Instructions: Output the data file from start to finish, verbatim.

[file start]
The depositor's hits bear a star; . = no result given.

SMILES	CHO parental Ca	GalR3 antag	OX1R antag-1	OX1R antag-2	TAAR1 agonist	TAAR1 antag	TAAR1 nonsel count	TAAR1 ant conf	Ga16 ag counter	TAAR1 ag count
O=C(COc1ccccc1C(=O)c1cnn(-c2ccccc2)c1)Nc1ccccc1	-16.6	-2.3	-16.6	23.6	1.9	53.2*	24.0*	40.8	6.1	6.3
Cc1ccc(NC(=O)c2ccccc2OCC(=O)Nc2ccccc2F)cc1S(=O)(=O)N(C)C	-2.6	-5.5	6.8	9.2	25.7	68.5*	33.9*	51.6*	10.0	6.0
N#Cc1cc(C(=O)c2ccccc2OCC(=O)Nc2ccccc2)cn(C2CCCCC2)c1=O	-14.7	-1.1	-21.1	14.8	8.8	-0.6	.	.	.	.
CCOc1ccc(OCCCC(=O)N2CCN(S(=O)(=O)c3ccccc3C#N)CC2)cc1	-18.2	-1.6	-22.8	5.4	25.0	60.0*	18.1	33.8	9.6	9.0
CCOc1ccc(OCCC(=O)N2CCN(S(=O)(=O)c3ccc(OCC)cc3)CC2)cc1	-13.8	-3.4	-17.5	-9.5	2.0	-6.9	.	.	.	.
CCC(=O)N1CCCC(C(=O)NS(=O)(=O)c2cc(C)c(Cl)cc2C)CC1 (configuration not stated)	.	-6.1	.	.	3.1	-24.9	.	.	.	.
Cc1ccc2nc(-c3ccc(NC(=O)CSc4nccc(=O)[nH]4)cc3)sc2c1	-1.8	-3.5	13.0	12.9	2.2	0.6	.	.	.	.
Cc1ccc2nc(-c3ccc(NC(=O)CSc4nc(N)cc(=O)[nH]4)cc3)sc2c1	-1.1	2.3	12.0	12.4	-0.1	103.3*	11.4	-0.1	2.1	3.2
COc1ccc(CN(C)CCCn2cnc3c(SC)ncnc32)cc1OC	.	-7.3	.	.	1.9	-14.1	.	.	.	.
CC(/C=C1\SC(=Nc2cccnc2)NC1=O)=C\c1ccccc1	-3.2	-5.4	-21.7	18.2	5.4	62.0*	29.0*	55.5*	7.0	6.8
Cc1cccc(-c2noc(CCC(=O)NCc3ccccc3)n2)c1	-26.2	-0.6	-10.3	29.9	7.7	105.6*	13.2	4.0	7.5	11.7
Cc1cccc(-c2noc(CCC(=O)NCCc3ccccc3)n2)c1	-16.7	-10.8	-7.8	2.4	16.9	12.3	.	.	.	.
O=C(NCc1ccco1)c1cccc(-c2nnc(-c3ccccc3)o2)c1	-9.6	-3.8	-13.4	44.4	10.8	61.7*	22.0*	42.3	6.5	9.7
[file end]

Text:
The depositor's hits bear a star; . = no result given.

SMILES	CHO parental Ca	GalR3 antag	OX1R antag-1	OX1R antag-2	TAAR1 agonist	TAAR1 antag	TAAR1 nonsel count	TAAR1 ant conf	Ga16 ag counter	TAAR1 ag count
O=C(COc1ccccc1C(=O)c1cnn(-c2ccccc2)c1)Nc1ccccc1	-16.6	-2.3	-16.6	23.6	1.9	53.2*	24.0*	40.8	6.1	6.3
Cc1ccc(NC(=O)c2ccccc2OCC(=O)Nc2ccccc2F)cc1S(=O)(=O)N(C)C	-2.6	-5.5	6.8	9.2	25.7	68.5*	33.9*	51.6*	10.0	6.0
N#Cc1cc(C(=O)c2ccccc2OCC(=O)Nc2ccccc2)cn(C2CCCCC2)c1=O	-14.7	-1.1	-21.1	14.8	8.8	-0.6	.	.	.	.
CCOc1ccc(OCCCC(=O)N2CCN(S(=O)(=O)c3ccccc3C#N)CC2)cc1	-18.2	-1.6	-22.8	5.4	25.0	60.0*	18.1	33.8	9.6	9.0
CCOc1ccc(OCCC(=O)N2CCN(S(=O)(=O)c3ccc(OCC)cc3)CC2)cc1	-13.8	-3.4	-17.5	-9.5	2.0	-6.9	.	.	.	.
CCC(=O)N1CCCC(C(=O)NS(=O)(=O)c2cc(C)c(Cl)cc2C)CC1 (configuration not stated)	.	-6.1	.	.	3.1	-24.9	.	.	.	.
Cc1ccc2nc(-c3ccc(NC(=O)CSc4nccc(=O)[nH]4)cc3)sc2c1	-1.8	-3.5	13.0	12.9	2.2	0.6	.	.	.	.
Cc1ccc2nc(-c3ccc(NC(=O)CSc4nc(N)cc(=O)[nH]4)cc3)sc2c1	-1.1	2.3	12.0	12.4	-0.1	103.3*	11.4	-0.1	2.1	3.2
COc1ccc(CN(C)CCCn2cnc3c(SC)ncnc32)cc1OC	.	-7.3	.	.	1.9	-14.1	.	.	.	.
CC(/C=C1\SC(=Nc2cccnc2)NC1=O)=C\c1ccccc1	-3.2	-5.4	-21.7	18.2	5.4	62.0*	29.0*	55.5*	7.0	6.8
Cc1cccc(-c2noc(CCC(=O)NCc3ccccc3)n2)c1	-26.2	-0.6	-10.3	29.9	7.7	105.6*	13.2	4.0	7.5	11.7
Cc1cccc(-c2noc(CCC(=O)NCCc3ccccc3)n2)c1	-16.7	-10.8	-7.8	2.4	16.9	12.3	.	.	.	.
O=C(NCc1ccco1)c1cccc(-c2nnc(-c3ccccc3)o2)c1	-9.6	-3.8	-13.4	44.4	10.8	61.7*	22.0*	42.3	6.5	9.7